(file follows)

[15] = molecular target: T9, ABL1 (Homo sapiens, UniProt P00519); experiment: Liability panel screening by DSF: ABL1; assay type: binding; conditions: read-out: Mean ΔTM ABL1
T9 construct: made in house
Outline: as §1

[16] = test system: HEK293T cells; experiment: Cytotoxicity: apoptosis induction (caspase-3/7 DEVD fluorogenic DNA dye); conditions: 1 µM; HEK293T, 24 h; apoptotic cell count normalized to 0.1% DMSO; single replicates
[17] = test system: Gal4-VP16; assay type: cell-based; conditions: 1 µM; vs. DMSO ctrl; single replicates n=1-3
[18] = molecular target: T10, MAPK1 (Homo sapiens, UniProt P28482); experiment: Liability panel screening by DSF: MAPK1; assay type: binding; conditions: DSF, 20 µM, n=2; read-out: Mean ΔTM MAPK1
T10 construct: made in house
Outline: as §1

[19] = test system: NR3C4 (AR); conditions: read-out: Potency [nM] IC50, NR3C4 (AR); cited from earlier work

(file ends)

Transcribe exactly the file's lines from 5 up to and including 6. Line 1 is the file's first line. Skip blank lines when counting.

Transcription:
[17] = test system: Gal4-VP16; assay type: cell-based; conditions: 1 µM; vs. DMSO ctrl; single replicates n=1-3
[18] = molecular target: T10, MAPK1 (Homo sapiens, UniProt P28482); experiment: Liability panel screening by DSF: MAPK1; assay type: binding; conditions: DSF, 20 µM, n=2; read-out: Mean ΔTM MAPK1